Throughout history, pursuits of hegemony have often been trailed by the perpetuation of systematic rape and sexual violence. Exploitation of female sexuality has been regarded as a “spoil of war”, with women being seen by men as “chattel available to victorious warriors” (“Women 2000.”). Sexual violence during wars may take place in order to “terrorize the population, break up families, destroy communities, and, in some instances, change the ethnic make-up of the next generation” or to “deliberately infect women with HIV or render women from the targeted community incapable of bearing children” (“Rwanda, Genocide, Hutu, Tutsi, Mass Execution, Ethnic Cleansing, Massacre, Human Rights, Victim Remembrance, Education, Africa.”).
One of the most notorious examples of institutionalized sexual violence – sexual slavery to be more precise – is that of coercing females from colonies of Imperial Japan into performing sexual favors for the Imperial military. These females are referred to by the euphemism, “comfort women”. It is said that around 200,000 women and girls from Korea, China, the Philippines, and other colonies have been exploited for sex (Fifield).
Discussing the sexual brutality inflicted by Imperial Japan and how the reconciliation is at quarrel is pivotal. History is being rewritten by right-wing nationalists and organizations, who downplay the nation’s responsibilities for past events. Japanese historians believe that comfort women can be paralleled to women working as prostitutes in Amsterdam (Fifield), claiming that these women were prostitutes by choice. Furthermore, the Japanese government has “threatened to withhold UNESCO funding to prevent comfort women documents from being added to the Memory of the World's Register, a global project to preserve historical records” (Walsh, Nicole Percy & Adam). Survivors who are still alive are having to face the erasure of their own gruesome experiences from history.
The co-leader of the Japan Restoration Party, Toru Hashimoto, told reporters that “in the circumstances in which bullets are flying like rain and wind, the soldiers are running around at the risk of losing their lives. If you want them to have a rest in such a situation, a comfort women system is necessary. Anyone can understand that” (“Hashimoto Says 'Comfort Women' Were Necessary Part of War.”). Although the address seems remorseful, by going onto claim that the responsibility is “also” Japan’s, coupled with the remark that the slavery was necessary and understandable, there exists a negligence of wrongdoing and an impartial retrospection. It truly is a shocking claim which implies it was the responsibility of the colonized females to service the colonizers and relieve them of their fatigue. The connotation of Hashimoto’s statement is patronizing and includes a clear objectification of these comfort women as though they were a necessary possession of the soldiers. Many of these survivors have passed away without proper closure – and far from it, are now being labeled as prostitutes by the Japanese government (Walsh, Nicole Percy & Adam).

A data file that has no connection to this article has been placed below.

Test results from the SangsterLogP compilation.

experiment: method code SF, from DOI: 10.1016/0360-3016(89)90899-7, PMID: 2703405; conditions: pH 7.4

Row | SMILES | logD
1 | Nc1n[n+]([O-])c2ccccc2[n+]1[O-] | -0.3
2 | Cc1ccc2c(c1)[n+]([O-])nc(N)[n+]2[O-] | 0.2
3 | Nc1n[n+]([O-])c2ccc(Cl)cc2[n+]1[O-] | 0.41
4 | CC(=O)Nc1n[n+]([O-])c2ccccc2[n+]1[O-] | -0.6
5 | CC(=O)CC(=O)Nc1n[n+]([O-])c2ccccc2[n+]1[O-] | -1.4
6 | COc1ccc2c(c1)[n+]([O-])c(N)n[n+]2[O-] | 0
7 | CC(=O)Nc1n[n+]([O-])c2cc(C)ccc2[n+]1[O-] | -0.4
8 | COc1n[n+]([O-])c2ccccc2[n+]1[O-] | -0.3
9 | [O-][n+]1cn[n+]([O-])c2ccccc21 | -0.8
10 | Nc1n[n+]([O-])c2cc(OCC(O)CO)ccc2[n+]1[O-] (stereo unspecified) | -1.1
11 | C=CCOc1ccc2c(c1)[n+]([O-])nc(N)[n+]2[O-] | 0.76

Revisionism bleeds into modern society as a toxic mentality whereby perpetrators fabricate and distort their own truths. The comfort women issue is more than “just a nationalist issue; [it] is a women's issue ... an issue of violence against women", said the Comfort Women Justice Coalition president Judith Mirkinson (Walsh, Nicole Percy & Adam). In light of recent female empowerment and the cry for equality and due justice, it appears to be more important now than ever to address these issues of the past in conjunction with those of the present: the elders who had their youths forcefully taken away from them must be respected, remembered and receive the atonement they sincerely deserve.
Fifield, Anna. “Japanese Historians Contest Textbook's Description of 'Comfort Women'.” The Washington Post, WP Company, 17 Mar. 2015, www.washingtonpost.com/world/japanese-historians-contest-textbooks-description-of-comfort-women/2015/03/17/6e5422e3-09a3-4d96-a520-8a5767ab93e4_story.html?noredirect=on&utm_term=.16b474cb4ecd. Accessed 19 Mar. 2019.
“Hashimoto Says 'Comfort Women' Were Necessary Part of War.” AJW by The Asahi Shimbun, web.archive.org/web/20130609070505/http://ajw.asahi.com/article/behind_news/politics/AJ201305130131. Accessed 19 Mar. 2019.
“Rwanda, Genocide, Hutu, Tutsi, Mass Execution, Ethnic Cleansing, Massacre, Human Rights, Victim Remembrance, Education, Africa.” United Nations, United Nations, www.un.org/en/preventgenocide/rwanda/about/bgsexualviolence.shtml. Accessed 19 Mar. 2019.
Walsh, Nicole Percy & Adam. “In the #MeToo Era, Women Used as Sex Slaves by Japanese in WW II Are Still Seen as Prostitutes, Not Victims | CBC News.” CBCnews, CBC/Radio Canada, 8 July 2018, www.cbc.ca/news/world/comfort-women-japan-apology-metoo-1.4732458. Accessed 19 Mar. 2019.
“Women2000.” United Nations, United Nations, www.un.org/womenwatch/daw/public/w2apr98.htm#21. Accessed 19 Mar. 2019.